Photo credit: Kathy Pham
Harry Lewis is Gordon McKay Research Professor of Computer Science in Harvard’s John A. Paulson School of Engineering and Applied Sciences. Among his recent computer science books are Blown to Bits: Your Life, Liberty, and Happiness After the Digital Explosion (now in its second edition, with Hal Abelson, Ken Ledeen, and Wendy Seltzer), Essential Discrete Mathematics for Computer Science (with Rachel Zax), and Ideas That Created the Future, an edited collection of classic computer science papers. His books about higher education include Excellence Without a Soul: Does Liberal Education Have a Future?, and What is College For? (with Ellen Condliffe Lagemann).
Lewis began his career in computer science as an undergraduate student of Ivan Sutherland. For his thesis he developed an interactive graphic system with handwritten algebraic input, graduating from Harvard in 1968. He served as a commissioned officer in the US Public Health Service before returning to Harvard for his PhD. He started on Harvard faculty in 1974, received tenure in 1981, and retired in 2020 but continues to teach. His students include founders of Microsoft, Facebook, and Tripadvisor, and faculty members at leading CS departments including Harvard, MIT, Stanford, CMU, and Berkeley. Lewis has served as Dean of Harvard College and as interim Dean of Harvard’s Engineering School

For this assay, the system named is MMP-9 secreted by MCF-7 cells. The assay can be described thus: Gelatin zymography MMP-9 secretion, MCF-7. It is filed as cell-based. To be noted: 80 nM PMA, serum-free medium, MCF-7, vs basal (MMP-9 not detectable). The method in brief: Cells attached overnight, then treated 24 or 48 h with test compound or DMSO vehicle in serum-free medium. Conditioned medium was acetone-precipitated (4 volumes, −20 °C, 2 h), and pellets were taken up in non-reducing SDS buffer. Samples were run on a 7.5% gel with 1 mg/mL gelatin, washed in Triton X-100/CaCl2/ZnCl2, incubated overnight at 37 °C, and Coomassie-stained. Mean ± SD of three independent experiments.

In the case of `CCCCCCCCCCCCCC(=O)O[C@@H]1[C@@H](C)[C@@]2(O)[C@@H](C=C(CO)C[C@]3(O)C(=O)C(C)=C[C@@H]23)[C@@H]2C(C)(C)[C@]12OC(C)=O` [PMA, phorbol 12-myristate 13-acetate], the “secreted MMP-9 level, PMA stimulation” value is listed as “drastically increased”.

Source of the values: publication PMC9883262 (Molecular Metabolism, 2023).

Most of the core undergraduate courses in the Harvard CS curriculum did not exist before Lewis created them between the 1970s and 1990s, and he long served as Director of Undergraduate Studies in Computer Science. He is a director of the leading electronic privacy organization, EPIC.org, and a faculty associate of the Berkman-Klein Center for Internet and Society. In his teaching, he has always tried to stay true to Plutarch’s maxim that a mind is not a vessel to be filled but a flame to be kindled.
2021 Mary Kenneth Keller Computer Science and Engineering Undergraduate Teaching Award
“For his over 40 year dedication towards undergraduate computer science education at Harvard, his authoring of Computer Science introductory textbooks, and his mentoring of many future educators.”
Learn more about the Mary Kenneth Keller Computer Science and Engineering Undergraduate Teaching Award